The sheer number of sounds we can perform are endless. We know how to go from the whispered and fragile to hugely ringing and resonant, from sizzling and pulsating shimmers to static massive walls of sound, from quick sweeping gestures to glacially slow shifts of evolving, and how to play melodies pulled across a horizon of textures to vertically digging percussive grooves. 

It’s easier for us to learn a notation program or dig deep into some music theory or orchestration beyond what we already inherently know, than it is for a composer to really learn and intuitively feel the ins and outs of all our sounds and techniques. We hold valuable insider information that we, as artists, could be sharing with the world and the string players of the future. 

Watch Jessica Meyer perform her GAEA Concerto for Viola here:

2. We have a style for every season 

For each time period, there evolved a specific performance practice that tapped into certain expressive qualities of our instruments.  The raging vibrato of the late romantic era feels painfully out of place when playing Vivaldi and Bach. The heavy and light metric beat structure combined with the released bow strokes of the Baroque Era won’t cut it when playing Mahler, just like how a light and jazzy syncopated shuffle stroke simply does not work when deep in Shostakovich sarcasm. 

Yet, if we have been performing and studying for any length of time, all of these sounds live in our bodies, and we can pull any of them out to express what we want in the pieces we interpret.  Why not start using them in pieces we create ourselves in whatever combinations we want to express what we need?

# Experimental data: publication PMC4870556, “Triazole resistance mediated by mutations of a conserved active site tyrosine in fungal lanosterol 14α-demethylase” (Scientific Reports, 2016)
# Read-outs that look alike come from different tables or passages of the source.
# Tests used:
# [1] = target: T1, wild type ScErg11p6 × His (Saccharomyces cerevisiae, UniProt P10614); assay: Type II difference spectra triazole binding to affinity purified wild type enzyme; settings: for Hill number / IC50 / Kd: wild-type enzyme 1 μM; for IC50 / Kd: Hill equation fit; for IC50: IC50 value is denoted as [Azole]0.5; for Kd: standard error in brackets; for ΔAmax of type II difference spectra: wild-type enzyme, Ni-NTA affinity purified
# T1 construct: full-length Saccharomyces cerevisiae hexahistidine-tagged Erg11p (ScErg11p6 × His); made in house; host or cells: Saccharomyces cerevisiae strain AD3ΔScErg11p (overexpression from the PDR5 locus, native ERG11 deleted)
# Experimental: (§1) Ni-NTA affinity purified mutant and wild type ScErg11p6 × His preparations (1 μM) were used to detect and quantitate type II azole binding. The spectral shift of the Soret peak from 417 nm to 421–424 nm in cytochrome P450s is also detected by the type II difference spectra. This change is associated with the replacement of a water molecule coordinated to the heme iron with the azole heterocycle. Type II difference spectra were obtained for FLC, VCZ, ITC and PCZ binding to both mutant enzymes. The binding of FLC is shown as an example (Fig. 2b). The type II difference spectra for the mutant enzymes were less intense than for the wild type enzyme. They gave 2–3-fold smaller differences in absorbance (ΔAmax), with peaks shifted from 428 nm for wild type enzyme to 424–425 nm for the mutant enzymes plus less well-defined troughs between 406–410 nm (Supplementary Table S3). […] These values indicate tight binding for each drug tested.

Even after considering the expansive pallet of sounds modern composers have given us since the 1950s, I dare say there are even more combinations of special sounds to be discovered and expressed by those of us who know our instruments so intimately well.  

1. We have those who came before us  

Many of the composers we celebrate year after year were string players.  Vivaldi, Corelli, Telemann, Bach, Hadyn, Mozart, Beethoven, Schubert, Brahms, Dvořák, Elgar, Strauss, the other Strauss, Sibelius, Hindemith, Schoenberg, just to name a few.  These days, nothing makes a string player happier than to find out another string player wrote the piece they are about to play. We feel cared for, excited, curious, and understood.  We know that some passages might be hard to work up, but we are up for the challenge knowing they know what we know.    

So why not consider being one of them?   You could start by just writing a piece that is a gift for yourself or some dear friends.   We know the sounds we love, we know what feels fun, we know what feels good, and we know what sounds make other folks feel. 

Composers of today who originated as string playing friends and colleagues include Jessie Montgomery, Caroline Shaw, Paul Wiancko, Michi Wiancko, Nokuthula Ngwenyama, Mazz Swift, David Fulmer, Kenji Bunch, and now Andrew Yee, Michelle Ross, Curtis Stewart, Karen Ouzounian, and (please forgive me, I know I am missing a bunch of you, sorry!).

Whether it be for orchestras and beyond or just for themselves, every time I turn around another string player I know is starting to write - and that makes me…really happy.

Jessica Meyer’s album  I Long And Seek Afterwill be released on 22 March 2024. Stay up to date with more information here: